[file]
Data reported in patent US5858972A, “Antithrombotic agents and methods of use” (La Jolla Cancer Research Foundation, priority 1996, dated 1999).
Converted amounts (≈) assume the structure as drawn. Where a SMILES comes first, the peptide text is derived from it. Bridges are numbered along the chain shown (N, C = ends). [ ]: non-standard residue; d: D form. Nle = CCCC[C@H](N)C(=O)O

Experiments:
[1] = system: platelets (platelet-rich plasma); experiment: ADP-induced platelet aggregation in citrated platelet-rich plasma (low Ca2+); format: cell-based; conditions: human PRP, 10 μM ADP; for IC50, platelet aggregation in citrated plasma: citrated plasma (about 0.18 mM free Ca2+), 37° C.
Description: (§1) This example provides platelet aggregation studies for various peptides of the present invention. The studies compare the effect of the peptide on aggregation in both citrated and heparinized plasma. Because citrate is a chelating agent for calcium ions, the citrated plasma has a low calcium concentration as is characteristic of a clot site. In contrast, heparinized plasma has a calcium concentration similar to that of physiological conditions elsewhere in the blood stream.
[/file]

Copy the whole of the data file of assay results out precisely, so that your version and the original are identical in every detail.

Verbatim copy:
Data reported in patent US5858972A, “Antithrombotic agents and methods of use” (La Jolla Cancer Research Foundation, priority 1996, dated 1999).
Converted amounts (≈) assume the structure as drawn. Where a SMILES comes first, the peptide text is derived from it. Bridges are numbered along the chain shown (N, C = ends). [ ]: non-standard residue; d: D form. Nle = CCCC[C@H](N)C(=O)O

Experiments:
[1] = system: platelets (platelet-rich plasma); experiment: ADP-induced platelet aggregation in citrated platelet-rich plasma (low Ca2+); format: cell-based; conditions: human PRP, 10 μM ADP; for IC50, platelet aggregation in citrated plasma: citrated plasma (about 0.18 mM free Ca2+), 37° C.
Description: (§1) This example provides platelet aggregation studies for various peptides of the present invention. The studies compare the effect of the peptide on aggregation in both citrated and heparinized plasma. Because citrate is a chelating agent for calcium ions, the citrated plasma has a low calcium concentration as is characteristic of a clot site. In contrast, heparinized plasma has a calcium concentration similar to that of physiological conditions elsewhere in the blood stream.